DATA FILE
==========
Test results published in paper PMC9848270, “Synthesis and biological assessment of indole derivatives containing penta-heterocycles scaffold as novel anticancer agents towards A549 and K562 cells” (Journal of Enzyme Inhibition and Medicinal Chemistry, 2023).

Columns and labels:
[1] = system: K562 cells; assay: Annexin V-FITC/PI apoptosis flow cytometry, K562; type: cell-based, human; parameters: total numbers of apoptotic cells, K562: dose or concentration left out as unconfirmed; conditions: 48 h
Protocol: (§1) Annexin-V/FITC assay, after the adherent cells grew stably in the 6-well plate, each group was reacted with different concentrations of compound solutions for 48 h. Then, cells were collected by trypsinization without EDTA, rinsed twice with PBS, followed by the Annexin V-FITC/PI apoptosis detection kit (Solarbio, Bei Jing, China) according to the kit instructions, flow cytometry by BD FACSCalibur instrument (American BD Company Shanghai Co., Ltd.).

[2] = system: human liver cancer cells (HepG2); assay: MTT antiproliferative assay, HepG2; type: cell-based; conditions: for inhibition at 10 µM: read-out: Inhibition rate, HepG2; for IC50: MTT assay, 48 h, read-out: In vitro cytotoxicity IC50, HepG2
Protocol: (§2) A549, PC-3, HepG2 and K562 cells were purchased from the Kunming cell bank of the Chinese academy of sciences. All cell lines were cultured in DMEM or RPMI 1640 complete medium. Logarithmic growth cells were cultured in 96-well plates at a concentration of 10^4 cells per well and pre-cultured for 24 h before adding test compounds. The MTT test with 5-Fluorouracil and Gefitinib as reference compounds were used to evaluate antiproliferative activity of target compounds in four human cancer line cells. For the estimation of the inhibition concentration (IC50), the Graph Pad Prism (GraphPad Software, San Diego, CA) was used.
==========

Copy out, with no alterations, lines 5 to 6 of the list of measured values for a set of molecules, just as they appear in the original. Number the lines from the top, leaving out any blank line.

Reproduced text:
[2] = system: human liver cancer cells (HepG2); assay: MTT antiproliferative assay, HepG2; type: cell-based; conditions: for inhibition at 10 µM: read-out: Inhibition rate, HepG2; for IC50: MTT assay, 48 h, read-out: In vitro cytotoxicity IC50, HepG2
Protocol: (§2) A549, PC-3, HepG2 and K562 cells were purchased from the Kunming cell bank of the Chinese academy of sciences. All cell lines were cultured in DMEM or RPMI 1640 complete medium. Logarithmic growth cells were cultured in 96-well plates at a concentration of 10^4 cells per well and pre-cultured for 24 h before adding test compounds. The MTT test with 5-Fluorouracil and Gefitinib as reference compounds were used to evaluate antiproliferative activity of target compounds in four human cancer line cells. For the estimation of the inhibition concentration (IC50), the Graph Pad Prism (GraphPad Software, San Diego, CA) was used.